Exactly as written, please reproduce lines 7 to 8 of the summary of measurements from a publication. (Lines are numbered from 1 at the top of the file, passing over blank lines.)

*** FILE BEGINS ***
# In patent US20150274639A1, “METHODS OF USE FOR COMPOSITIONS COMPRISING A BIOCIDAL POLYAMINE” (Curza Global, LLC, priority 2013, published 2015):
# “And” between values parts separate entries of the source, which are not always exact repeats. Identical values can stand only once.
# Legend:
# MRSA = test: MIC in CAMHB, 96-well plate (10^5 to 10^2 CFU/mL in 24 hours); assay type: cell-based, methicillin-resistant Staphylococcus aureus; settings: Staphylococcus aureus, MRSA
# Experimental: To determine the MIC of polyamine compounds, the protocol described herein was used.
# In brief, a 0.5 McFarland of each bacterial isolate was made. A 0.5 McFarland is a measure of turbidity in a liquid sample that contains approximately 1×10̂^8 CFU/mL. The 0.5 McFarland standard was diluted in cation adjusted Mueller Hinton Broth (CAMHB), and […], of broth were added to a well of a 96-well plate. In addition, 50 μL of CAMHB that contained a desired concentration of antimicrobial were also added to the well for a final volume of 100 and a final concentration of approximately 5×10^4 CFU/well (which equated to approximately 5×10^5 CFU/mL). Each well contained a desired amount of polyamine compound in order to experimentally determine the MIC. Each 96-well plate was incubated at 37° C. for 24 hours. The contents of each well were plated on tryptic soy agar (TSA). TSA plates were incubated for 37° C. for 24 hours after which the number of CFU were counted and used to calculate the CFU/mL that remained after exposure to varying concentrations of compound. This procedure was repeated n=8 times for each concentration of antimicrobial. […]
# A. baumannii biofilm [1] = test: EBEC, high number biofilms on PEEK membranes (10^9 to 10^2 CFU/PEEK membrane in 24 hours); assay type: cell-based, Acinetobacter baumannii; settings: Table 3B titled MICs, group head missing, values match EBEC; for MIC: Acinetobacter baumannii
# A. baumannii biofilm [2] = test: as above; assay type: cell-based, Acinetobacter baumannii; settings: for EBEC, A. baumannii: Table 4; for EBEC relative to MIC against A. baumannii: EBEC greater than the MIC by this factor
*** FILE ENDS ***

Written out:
# A. baumannii biofilm [1] = test: EBEC, high number biofilms on PEEK membranes (10^9 to 10^2 CFU/PEEK membrane in 24 hours); assay type: cell-based, Acinetobacter baumannii; settings: Table 3B titled MICs, group head missing, values match EBEC; for MIC: Acinetobacter baumannii
# A. baumannii biofilm [2] = test: as above; assay type: cell-based, Acinetobacter baumannii; settings: for EBEC, A. baumannii: Table 4; for EBEC relative to MIC against A. baumannii: EBEC greater than the MIC by this factor